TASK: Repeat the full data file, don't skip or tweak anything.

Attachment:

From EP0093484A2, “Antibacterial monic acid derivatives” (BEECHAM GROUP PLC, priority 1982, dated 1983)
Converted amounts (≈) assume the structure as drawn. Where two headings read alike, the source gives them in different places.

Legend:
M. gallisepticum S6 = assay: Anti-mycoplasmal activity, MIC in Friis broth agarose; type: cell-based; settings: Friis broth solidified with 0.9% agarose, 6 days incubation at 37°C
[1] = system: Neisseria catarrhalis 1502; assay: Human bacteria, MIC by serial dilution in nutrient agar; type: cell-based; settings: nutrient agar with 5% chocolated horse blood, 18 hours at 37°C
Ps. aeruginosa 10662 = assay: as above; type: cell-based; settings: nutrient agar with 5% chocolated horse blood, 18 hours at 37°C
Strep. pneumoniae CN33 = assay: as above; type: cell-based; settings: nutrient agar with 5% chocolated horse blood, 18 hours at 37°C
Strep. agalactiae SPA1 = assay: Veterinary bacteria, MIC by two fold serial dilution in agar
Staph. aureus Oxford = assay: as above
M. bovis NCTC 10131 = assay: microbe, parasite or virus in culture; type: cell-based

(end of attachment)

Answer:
From EP0093484A2, “Antibacterial monic acid derivatives” (BEECHAM GROUP PLC, priority 1982, dated 1983)
Converted amounts (≈) assume the structure as drawn. Where two headings read alike, the source gives them in different places.

Legend:
M. gallisepticum S6 = assay: Anti-mycoplasmal activity, MIC in Friis broth agarose; type: cell-based; settings: Friis broth solidified with 0.9% agarose, 6 days incubation at 37°C
[1] = system: Neisseria catarrhalis 1502; assay: Human bacteria, MIC by serial dilution in nutrient agar; type: cell-based; settings: nutrient agar with 5% chocolated horse blood, 18 hours at 37°C
Ps. aeruginosa 10662 = assay: as above; type: cell-based; settings: nutrient agar with 5% chocolated horse blood, 18 hours at 37°C
Strep. pneumoniae CN33 = assay: as above; type: cell-based; settings: nutrient agar with 5% chocolated horse blood, 18 hours at 37°C
Strep. agalactiae SPA1 = assay: Veterinary bacteria, MIC by two fold serial dilution in agar
Staph. aureus Oxford = assay: as above
M. bovis NCTC 10131 = assay: microbe, parasite or virus in culture; type: cell-based